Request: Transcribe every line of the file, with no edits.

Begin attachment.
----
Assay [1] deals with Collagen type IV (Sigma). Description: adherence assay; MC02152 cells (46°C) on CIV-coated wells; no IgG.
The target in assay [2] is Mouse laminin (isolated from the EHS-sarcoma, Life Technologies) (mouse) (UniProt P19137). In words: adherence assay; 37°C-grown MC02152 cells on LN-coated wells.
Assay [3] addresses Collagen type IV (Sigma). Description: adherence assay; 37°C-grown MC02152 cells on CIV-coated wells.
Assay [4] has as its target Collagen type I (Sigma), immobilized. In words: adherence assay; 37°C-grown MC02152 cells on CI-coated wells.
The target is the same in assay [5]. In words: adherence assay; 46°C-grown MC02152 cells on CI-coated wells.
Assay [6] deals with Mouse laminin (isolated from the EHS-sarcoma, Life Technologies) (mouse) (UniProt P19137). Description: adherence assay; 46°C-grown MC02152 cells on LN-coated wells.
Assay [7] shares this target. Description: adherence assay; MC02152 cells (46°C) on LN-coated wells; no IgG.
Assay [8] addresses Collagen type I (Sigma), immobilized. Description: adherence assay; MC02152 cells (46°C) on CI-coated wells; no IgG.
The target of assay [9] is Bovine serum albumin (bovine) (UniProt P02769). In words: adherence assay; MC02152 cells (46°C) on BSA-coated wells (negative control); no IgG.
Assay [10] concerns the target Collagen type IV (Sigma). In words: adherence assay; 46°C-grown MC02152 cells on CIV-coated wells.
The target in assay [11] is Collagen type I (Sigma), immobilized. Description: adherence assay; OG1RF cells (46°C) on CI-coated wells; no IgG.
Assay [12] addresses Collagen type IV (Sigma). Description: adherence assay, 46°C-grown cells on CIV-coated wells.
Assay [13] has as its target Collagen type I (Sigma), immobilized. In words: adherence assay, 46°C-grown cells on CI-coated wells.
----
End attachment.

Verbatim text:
Assay [1] deals with Collagen type IV (Sigma). Description: adherence assay; MC02152 cells (46°C) on CIV-coated wells; no IgG.
The target in assay [2] is Mouse laminin (isolated from the EHS-sarcoma, Life Technologies) (mouse) (UniProt P19137). In words: adherence assay; 37°C-grown MC02152 cells on LN-coated wells.
Assay [3] addresses Collagen type IV (Sigma). Description: adherence assay; 37°C-grown MC02152 cells on CIV-coated wells.
Assay [4] has as its target Collagen type I (Sigma), immobilized. In words: adherence assay; 37°C-grown MC02152 cells on CI-coated wells.
The target is the same in assay [5]. In words: adherence assay; 46°C-grown MC02152 cells on CI-coated wells.
Assay [6] deals with Mouse laminin (isolated from the EHS-sarcoma, Life Technologies) (mouse) (UniProt P19137). Description: adherence assay; 46°C-grown MC02152 cells on LN-coated wells.
Assay [7] shares this target. Description: adherence assay; MC02152 cells (46°C) on LN-coated wells; no IgG.
Assay [8] addresses Collagen type I (Sigma), immobilized. Description: adherence assay; MC02152 cells (46°C) on CI-coated wells; no IgG.
The target of assay [9] is Bovine serum albumin (bovine) (UniProt P02769). In words: adherence assay; MC02152 cells (46°C) on BSA-coated wells (negative control); no IgG.
Assay [10] concerns the target Collagen type IV (Sigma). In words: adherence assay; 46°C-grown MC02152 cells on CIV-coated wells.
The target in assay [11] is Collagen type I (Sigma), immobilized. Description: adherence assay; OG1RF cells (46°C) on CI-coated wells; no IgG.
Assay [12] addresses Collagen type IV (Sigma). Description: adherence assay, 46°C-grown cells on CIV-coated wells.
Assay [13] has as its target Collagen type I (Sigma), immobilized. In words: adherence assay, 46°C-grown cells on CI-coated wells.